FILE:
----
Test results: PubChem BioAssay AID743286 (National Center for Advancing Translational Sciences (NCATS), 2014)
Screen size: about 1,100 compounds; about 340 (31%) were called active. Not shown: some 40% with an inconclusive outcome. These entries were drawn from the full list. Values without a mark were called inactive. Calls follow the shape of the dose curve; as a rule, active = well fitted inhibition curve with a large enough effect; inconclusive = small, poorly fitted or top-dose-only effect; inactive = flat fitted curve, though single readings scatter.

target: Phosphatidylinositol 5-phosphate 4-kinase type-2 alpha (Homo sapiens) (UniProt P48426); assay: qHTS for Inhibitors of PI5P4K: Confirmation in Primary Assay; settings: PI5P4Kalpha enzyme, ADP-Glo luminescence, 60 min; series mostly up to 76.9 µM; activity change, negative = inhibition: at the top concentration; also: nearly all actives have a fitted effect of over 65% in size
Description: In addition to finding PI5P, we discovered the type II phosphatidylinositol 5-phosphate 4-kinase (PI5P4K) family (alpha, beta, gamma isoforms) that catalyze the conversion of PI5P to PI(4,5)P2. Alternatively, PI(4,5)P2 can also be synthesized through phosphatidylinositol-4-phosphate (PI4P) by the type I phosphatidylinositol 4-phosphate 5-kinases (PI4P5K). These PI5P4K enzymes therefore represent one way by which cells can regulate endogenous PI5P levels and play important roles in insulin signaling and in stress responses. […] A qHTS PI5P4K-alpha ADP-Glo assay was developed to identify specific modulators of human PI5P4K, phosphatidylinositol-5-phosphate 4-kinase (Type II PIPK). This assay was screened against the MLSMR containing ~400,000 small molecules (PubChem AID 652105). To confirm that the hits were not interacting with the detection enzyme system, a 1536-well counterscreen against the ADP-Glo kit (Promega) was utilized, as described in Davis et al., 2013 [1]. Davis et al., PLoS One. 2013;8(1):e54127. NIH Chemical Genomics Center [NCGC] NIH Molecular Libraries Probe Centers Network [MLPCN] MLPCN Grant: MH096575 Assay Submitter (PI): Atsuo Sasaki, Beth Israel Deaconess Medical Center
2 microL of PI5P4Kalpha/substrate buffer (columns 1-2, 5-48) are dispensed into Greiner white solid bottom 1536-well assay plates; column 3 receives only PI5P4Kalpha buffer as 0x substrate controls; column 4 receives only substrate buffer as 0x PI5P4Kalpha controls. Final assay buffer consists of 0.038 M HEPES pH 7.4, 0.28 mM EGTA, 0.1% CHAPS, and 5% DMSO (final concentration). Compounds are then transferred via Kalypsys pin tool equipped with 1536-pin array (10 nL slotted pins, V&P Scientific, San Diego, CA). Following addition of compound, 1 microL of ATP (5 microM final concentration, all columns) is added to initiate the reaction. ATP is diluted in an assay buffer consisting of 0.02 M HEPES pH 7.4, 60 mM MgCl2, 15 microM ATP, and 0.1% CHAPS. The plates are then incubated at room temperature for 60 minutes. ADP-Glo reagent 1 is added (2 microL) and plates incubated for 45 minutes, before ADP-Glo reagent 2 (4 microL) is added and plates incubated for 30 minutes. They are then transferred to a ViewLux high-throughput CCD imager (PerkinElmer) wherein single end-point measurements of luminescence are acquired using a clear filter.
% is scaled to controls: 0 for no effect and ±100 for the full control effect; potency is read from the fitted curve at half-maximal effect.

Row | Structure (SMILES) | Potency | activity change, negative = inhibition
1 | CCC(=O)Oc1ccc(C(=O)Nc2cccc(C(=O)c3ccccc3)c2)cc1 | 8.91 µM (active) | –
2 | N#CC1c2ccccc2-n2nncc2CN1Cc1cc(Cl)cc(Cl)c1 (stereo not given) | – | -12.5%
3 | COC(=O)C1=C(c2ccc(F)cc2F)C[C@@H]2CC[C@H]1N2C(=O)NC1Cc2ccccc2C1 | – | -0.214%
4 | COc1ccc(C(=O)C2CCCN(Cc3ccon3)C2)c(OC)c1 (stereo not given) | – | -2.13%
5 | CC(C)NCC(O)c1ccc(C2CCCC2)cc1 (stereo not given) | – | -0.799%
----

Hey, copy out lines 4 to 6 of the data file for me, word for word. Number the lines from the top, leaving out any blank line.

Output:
Description: In addition to finding PI5P, we discovered the type II phosphatidylinositol 5-phosphate 4-kinase (PI5P4K) family (alpha, beta, gamma isoforms) that catalyze the conversion of PI5P to PI(4,5)P2. Alternatively, PI(4,5)P2 can also be synthesized through phosphatidylinositol-4-phosphate (PI4P) by the type I phosphatidylinositol 4-phosphate 5-kinases (PI4P5K). These PI5P4K enzymes therefore represent one way by which cells can regulate endogenous PI5P levels and play important roles in insulin signaling and in stress responses. […] A qHTS PI5P4K-alpha ADP-Glo assay was developed to identify specific modulators of human PI5P4K, phosphatidylinositol-5-phosphate 4-kinase (Type II PIPK). This assay was screened against the MLSMR containing ~400,000 small molecules (PubChem AID 652105). To confirm that the hits were not interacting with the detection enzyme system, a 1536-well counterscreen against the ADP-Glo kit (Promega) was utilized, as described in Davis et al., 2013 [1]. Davis et al., PLoS One. 2013;8(1):e54127. NIH Chemical Genomics Center [NCGC] NIH Molecular Libraries Probe Centers Network [MLPCN] MLPCN Grant: MH096575 Assay Submitter (PI): Atsuo Sasaki, Beth Israel Deaconess Medical Center
2 microL of PI5P4Kalpha/substrate buffer (columns 1-2, 5-48) are dispensed into Greiner white solid bottom 1536-well assay plates; column 3 receives only PI5P4Kalpha buffer as 0x substrate controls; column 4 receives only substrate buffer as 0x PI5P4Kalpha controls. Final assay buffer consists of 0.038 M HEPES pH 7.4, 0.28 mM EGTA, 0.1% CHAPS, and 5% DMSO (final concentration). Compounds are then transferred via Kalypsys pin tool equipped with 1536-pin array (10 nL slotted pins, V&P Scientific, San Diego, CA). Following addition of compound, 1 microL of ATP (5 microM final concentration, all columns) is added to initiate the reaction. ATP is diluted in an assay buffer consisting of 0.02 M HEPES pH 7.4, 60 mM MgCl2, 15 microM ATP, and 0.1% CHAPS. The plates are then incubated at room temperature for 60 minutes. ADP-Glo reagent 1 is added (2 microL) and plates incubated for 45 minutes, before ADP-Glo reagent 2 (4 microL) is added and plates incubated for 30 minutes. They are then transferred to a ViewLux high-throughput CCD imager (PerkinElmer) wherein single end-point measurements of luminescence are acquired using a clear filter.
% is scaled to controls: 0 for no effect and ±100 for the full control effect; potency is read from the fitted curve at half-maximal effect.